16 Plants use two photosystems

17 How Photosystems Convert Light to Chemical Energy Plants produce both ATP and NADPH by non-cyclic photophosphorylation  the excited electrons flow through both photosystems and end up in NADPH  high energy electrons generated by photosystem II are used to make ATP and then passed along to photosystem I to drive the production of NADPH

18 How Photosystems Convert Light to Chemical Energy Photosystem II  its reaction center consists of more than ten transmembrane proteins  this is surrounded by an antenna complex of pigments that funnel captured photons to the reaction center  the reaction center yields an excited electron to the primary electron acceptor  water is split to provide replacement electrons to the reaction center, resulting in the production of O 2

19 How Photosystems Convert Light to Chemical Energy The electron transport system (ETS) receives the excited electron from the electron acceptor  the ETS is comprised of proteins that are embedded in the thylakoid membrane  one of these proteins acts as a proton pump to move a proton from the stroma into the thylakoid space  at the end of the ETS, the electron is passed to the reaction center of photosystem I

20 How Photosystems Convert Light to Chemical Energy As a result of the proton pump of the ETS, a large concentration of protons builds up in the thylakoid space  the thylakoid membrane is impermeable to protons  protons can only re-enter the stroma by traveling through a protein channel called ATP synthase the protons follow their concentration gradient in a process called chemiosmosis as protons cross the ATP synthase, ADP is phosphorylated into ATP

21 Chemiosmosis in a chloroplast

22 How Photosystems Convert Light to Chemical Energy Photosystem I  its reaction center is comprised of a membrane complex of at least 13 protein subunits  this is surrounded by an antenna complex of pigments that funnel captured photons to the reaction center  the reaction center yields an excited electron to an electron to an ETS that in turn reduces NADP + into NADPH because this removes a proton from the stroma, the production of NADP also aids in establishing the proton gradient for chemiosmosis to occur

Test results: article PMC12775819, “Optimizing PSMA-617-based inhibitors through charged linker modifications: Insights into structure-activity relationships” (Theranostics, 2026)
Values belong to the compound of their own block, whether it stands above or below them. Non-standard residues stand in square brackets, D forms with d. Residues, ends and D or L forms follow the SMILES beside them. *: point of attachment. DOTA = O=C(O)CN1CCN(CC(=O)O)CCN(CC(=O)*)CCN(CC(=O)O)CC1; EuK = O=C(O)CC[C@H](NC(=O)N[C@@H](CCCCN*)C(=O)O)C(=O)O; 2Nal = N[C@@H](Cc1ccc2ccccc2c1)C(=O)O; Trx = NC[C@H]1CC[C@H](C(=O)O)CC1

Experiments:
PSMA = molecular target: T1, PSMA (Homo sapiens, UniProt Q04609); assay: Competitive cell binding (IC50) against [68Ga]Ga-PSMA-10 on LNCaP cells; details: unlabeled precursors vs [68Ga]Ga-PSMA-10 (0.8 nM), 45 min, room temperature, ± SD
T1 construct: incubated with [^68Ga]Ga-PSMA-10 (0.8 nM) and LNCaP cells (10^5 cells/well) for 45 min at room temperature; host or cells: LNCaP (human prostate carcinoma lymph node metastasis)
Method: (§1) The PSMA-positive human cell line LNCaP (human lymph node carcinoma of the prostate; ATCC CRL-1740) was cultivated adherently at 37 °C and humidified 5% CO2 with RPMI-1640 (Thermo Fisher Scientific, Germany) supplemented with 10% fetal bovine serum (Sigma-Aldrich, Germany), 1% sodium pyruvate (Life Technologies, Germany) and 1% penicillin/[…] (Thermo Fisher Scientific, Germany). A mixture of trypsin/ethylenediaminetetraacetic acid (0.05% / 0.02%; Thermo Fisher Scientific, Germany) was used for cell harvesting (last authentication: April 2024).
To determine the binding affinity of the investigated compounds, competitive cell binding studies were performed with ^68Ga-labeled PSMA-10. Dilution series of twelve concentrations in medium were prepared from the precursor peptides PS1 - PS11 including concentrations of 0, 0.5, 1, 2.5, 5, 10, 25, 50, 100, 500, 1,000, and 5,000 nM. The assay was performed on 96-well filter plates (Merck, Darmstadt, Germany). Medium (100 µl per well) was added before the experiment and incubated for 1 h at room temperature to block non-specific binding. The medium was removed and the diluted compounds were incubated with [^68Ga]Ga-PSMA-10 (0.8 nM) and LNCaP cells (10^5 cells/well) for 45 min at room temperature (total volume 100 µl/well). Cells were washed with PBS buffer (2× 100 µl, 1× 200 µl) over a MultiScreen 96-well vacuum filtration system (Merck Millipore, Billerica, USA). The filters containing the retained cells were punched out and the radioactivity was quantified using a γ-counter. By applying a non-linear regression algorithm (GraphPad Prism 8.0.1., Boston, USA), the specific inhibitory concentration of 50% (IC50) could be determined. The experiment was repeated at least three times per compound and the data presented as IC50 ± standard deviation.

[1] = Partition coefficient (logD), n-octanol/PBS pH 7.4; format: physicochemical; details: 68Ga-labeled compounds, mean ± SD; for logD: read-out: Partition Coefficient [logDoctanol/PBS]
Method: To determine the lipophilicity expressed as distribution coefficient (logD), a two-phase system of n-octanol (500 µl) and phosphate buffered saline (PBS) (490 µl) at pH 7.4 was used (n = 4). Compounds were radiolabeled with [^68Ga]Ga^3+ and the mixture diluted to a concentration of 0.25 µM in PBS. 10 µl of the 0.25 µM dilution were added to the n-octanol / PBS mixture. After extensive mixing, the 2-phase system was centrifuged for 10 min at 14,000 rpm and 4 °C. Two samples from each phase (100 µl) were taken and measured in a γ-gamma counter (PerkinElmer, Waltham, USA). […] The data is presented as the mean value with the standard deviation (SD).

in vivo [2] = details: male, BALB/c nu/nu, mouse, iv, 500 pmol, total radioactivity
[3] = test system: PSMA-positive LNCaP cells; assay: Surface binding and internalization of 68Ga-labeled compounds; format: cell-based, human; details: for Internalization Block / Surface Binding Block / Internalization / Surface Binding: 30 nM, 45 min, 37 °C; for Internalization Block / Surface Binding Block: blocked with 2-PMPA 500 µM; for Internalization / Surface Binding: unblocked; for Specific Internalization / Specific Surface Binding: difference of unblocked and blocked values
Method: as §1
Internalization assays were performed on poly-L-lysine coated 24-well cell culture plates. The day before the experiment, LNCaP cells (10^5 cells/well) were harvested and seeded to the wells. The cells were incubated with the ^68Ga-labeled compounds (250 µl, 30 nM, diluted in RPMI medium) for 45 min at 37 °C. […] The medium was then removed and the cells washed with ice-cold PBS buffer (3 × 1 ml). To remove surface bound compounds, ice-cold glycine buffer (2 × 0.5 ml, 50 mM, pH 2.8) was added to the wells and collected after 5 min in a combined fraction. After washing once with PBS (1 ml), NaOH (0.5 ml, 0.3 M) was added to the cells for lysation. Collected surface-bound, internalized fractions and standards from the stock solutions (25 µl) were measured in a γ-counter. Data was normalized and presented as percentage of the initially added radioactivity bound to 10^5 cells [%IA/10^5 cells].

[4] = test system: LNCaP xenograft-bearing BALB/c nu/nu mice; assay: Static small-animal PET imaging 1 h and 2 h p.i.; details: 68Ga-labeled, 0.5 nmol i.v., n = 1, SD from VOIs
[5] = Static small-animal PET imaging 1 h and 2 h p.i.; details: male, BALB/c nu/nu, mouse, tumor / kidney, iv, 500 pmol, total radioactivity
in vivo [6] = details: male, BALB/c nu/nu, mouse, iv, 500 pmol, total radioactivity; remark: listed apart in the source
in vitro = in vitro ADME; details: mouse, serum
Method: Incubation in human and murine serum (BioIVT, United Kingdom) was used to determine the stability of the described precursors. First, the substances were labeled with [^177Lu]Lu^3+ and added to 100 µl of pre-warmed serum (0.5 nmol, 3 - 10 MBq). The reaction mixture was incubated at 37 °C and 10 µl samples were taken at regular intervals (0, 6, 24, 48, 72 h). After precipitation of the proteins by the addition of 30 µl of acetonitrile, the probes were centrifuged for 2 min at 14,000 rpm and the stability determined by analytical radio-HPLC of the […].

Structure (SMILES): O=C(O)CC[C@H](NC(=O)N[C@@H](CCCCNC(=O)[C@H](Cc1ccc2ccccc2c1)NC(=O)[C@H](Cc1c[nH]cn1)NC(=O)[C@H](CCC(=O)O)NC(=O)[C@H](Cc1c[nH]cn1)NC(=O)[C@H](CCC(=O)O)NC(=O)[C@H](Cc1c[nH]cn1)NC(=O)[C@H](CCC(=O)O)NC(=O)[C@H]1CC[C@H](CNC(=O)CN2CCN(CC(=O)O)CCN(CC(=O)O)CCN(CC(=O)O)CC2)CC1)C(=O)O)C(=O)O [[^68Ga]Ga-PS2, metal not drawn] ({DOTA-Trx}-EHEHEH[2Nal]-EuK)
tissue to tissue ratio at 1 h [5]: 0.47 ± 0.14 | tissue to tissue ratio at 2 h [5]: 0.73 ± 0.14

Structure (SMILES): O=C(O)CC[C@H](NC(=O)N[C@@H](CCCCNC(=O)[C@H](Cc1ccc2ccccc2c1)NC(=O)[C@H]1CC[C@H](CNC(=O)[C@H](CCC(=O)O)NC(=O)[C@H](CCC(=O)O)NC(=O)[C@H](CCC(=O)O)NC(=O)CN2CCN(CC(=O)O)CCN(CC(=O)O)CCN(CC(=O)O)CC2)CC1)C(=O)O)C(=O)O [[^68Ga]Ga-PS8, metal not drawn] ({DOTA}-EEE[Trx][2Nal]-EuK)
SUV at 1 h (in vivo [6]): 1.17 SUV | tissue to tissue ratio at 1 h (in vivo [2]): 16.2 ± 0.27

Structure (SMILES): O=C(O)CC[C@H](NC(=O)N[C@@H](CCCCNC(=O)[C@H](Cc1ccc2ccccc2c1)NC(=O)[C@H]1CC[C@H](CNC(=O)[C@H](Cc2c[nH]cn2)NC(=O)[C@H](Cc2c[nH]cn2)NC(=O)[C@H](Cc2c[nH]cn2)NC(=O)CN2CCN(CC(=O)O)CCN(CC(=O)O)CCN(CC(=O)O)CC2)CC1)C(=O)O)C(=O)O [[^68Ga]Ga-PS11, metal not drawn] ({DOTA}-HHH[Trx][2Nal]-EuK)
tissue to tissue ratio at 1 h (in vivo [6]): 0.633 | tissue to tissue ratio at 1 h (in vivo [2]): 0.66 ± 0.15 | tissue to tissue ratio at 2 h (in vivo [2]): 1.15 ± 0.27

23 The photosynthetic electron transport system

24 Building New Molecules Cells use the products of the light-dependent reactions to build organic molecules  ATP is needed to drive endergonic reactions  NADPH is needed to provide reducing power in the form of hydrogens The synthesis of new molecules employs the light-independent, or Calvin cycle, reactions  these reactions are also known as C 3 photosynthesis

25 Building New Molecules The Calvin cycle reactions occur in three stages 1.Carbon fixation –carbon from CO2 in the air is attached to an organic molecule, RUBP 2.Making sugars –the carbons are shuffled about through a series of reactions to make sugars 3.Reforming RUBP –the remaining molecules are used to reform RUBP

26 How the Calvin cycle works

27 Building New Molecules The Calvin cycle must “turn” 6 times in order to form a new glucose molecule  only one carbon is added from CO 2 per turn The Calvin cycle also recycles reactants needed for the light-dependent reactions  it returns ADP so that it is available for chemiosmosis in photosystem II  it returns NADP+ back to the ETS of photosystem I

28 Reactions of the Calvin cycle Rubisco is the most abundant enzyme in the living world.

29 View the next two slides 1. an animal is kept in a sealed container. 2. a plant is kept in a sealed container placed in the dark. 3. a plant is kept in a sealed container under bright light. Question: What happens to the concentrations of O2 and CO2?

30 ANIMAL PLANT in the darkPLANT under bright light CO2O2 CO2 O2 CO2 O2

31 ANIMAL PLANT under bright lightPLANT in the dark CO2 O2 CO2O2CO2 O2